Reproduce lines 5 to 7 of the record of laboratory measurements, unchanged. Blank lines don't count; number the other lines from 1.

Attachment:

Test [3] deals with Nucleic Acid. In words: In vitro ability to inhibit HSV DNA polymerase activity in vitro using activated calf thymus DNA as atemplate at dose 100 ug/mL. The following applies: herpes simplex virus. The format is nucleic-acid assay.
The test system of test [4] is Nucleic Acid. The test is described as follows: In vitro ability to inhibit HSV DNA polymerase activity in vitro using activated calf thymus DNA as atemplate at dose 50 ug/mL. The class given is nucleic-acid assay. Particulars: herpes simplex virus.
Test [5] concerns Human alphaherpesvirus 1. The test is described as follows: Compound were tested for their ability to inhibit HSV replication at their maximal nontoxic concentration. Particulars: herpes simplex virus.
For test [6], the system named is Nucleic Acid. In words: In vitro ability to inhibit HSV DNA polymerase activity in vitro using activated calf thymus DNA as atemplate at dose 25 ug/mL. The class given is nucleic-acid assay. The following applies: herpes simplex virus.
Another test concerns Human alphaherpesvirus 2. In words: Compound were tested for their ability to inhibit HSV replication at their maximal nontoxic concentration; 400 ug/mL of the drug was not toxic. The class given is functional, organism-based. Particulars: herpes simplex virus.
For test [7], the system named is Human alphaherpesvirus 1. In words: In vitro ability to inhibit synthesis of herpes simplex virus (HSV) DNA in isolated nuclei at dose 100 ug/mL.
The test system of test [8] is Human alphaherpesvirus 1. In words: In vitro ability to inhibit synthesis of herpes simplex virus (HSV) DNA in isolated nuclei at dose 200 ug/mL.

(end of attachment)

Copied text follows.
Another test concerns Human alphaherpesvirus 2. In words: Compound were tested for their ability to inhibit HSV replication at their maximal nontoxic concentration; 400 ug/mL of the drug was not toxic. The class given is functional, organism-based. Particulars: herpes simplex virus.
For test [7], the system named is Human alphaherpesvirus 1. In words: In vitro ability to inhibit synthesis of herpes simplex virus (HSV) DNA in isolated nuclei at dose 100 ug/mL.
The test system of test [8] is Human alphaherpesvirus 1. In words: In vitro ability to inhibit synthesis of herpes simplex virus (HSV) DNA in isolated nuclei at dose 200 ug/mL.